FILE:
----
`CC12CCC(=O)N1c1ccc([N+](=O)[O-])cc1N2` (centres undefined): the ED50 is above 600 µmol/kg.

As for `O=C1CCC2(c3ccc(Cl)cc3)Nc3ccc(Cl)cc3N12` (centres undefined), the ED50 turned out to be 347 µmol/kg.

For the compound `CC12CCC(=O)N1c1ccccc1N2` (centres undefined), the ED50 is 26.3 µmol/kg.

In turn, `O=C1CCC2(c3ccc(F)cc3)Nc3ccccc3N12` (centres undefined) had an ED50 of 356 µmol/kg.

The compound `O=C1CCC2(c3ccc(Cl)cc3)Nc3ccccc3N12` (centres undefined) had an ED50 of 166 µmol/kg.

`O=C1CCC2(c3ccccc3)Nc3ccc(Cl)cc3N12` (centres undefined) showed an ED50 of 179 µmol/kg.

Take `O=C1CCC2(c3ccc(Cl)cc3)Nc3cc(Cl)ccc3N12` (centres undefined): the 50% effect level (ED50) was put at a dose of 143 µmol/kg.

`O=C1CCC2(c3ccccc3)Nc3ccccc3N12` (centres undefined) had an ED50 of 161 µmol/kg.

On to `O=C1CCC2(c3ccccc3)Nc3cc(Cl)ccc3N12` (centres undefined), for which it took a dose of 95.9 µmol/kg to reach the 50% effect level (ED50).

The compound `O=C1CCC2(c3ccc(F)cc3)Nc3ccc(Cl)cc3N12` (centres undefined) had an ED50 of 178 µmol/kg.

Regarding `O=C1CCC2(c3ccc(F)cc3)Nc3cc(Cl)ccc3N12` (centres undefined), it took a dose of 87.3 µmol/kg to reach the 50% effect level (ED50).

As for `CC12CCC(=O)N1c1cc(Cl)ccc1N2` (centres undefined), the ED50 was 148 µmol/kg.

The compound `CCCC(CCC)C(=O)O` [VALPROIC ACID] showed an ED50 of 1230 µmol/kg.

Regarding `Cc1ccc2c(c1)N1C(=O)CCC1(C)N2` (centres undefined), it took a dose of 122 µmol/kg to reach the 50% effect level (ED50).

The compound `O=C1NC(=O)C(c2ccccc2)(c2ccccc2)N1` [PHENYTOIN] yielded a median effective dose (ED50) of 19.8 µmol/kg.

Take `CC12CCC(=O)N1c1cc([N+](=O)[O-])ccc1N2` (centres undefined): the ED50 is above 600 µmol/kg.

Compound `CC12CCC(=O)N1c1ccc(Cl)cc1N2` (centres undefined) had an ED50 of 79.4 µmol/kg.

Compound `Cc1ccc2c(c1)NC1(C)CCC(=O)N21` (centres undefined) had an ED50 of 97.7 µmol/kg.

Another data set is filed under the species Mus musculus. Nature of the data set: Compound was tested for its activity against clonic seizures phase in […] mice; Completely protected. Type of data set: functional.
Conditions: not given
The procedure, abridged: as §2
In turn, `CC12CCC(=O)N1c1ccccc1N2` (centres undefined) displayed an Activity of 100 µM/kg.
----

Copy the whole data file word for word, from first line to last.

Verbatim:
`CC12CCC(=O)N1c1ccc([N+](=O)[O-])cc1N2` (centres undefined): the ED50 is above 600 µmol/kg.

As for `O=C1CCC2(c3ccc(Cl)cc3)Nc3ccc(Cl)cc3N12` (centres undefined), the ED50 turned out to be 347 µmol/kg.

For the compound `CC12CCC(=O)N1c1ccccc1N2` (centres undefined), the ED50 is 26.3 µmol/kg.

In turn, `O=C1CCC2(c3ccc(F)cc3)Nc3ccccc3N12` (centres undefined) had an ED50 of 356 µmol/kg.

The compound `O=C1CCC2(c3ccc(Cl)cc3)Nc3ccccc3N12` (centres undefined) had an ED50 of 166 µmol/kg.

`O=C1CCC2(c3ccccc3)Nc3ccc(Cl)cc3N12` (centres undefined) showed an ED50 of 179 µmol/kg.

Take `O=C1CCC2(c3ccc(Cl)cc3)Nc3cc(Cl)ccc3N12` (centres undefined): the 50% effect level (ED50) was put at a dose of 143 µmol/kg.

`O=C1CCC2(c3ccccc3)Nc3ccccc3N12` (centres undefined) had an ED50 of 161 µmol/kg.

On to `O=C1CCC2(c3ccccc3)Nc3cc(Cl)ccc3N12` (centres undefined), for which it took a dose of 95.9 µmol/kg to reach the 50% effect level (ED50).

The compound `O=C1CCC2(c3ccc(F)cc3)Nc3ccc(Cl)cc3N12` (centres undefined) had an ED50 of 178 µmol/kg.

Regarding `O=C1CCC2(c3ccc(F)cc3)Nc3cc(Cl)ccc3N12` (centres undefined), it took a dose of 87.3 µmol/kg to reach the 50% effect level (ED50).

As for `CC12CCC(=O)N1c1cc(Cl)ccc1N2` (centres undefined), the ED50 was 148 µmol/kg.

The compound `CCCC(CCC)C(=O)O` [VALPROIC ACID] showed an ED50 of 1230 µmol/kg.

Regarding `Cc1ccc2c(c1)N1C(=O)CCC1(C)N2` (centres undefined), it took a dose of 122 µmol/kg to reach the 50% effect level (ED50).

The compound `O=C1NC(=O)C(c2ccccc2)(c2ccccc2)N1` [PHENYTOIN] yielded a median effective dose (ED50) of 19.8 µmol/kg.

Take `CC12CCC(=O)N1c1cc([N+](=O)[O-])ccc1N2` (centres undefined): the ED50 is above 600 µmol/kg.

Compound `CC12CCC(=O)N1c1ccc(Cl)cc1N2` (centres undefined) had an ED50 of 79.4 µmol/kg.

Compound `Cc1ccc2c(c1)NC1(C)CCC(=O)N21` (centres undefined) had an ED50 of 97.7 µmol/kg.

Another data set is filed under the species Mus musculus. Nature of the data set: Compound was tested for its activity against clonic seizures phase in […] mice; Completely protected. Type of data set: functional.
Conditions: not given
The procedure, abridged: as §2
In turn, `CC12CCC(=O)N1c1ccccc1N2` (centres undefined) displayed an Activity of 100 µM/kg.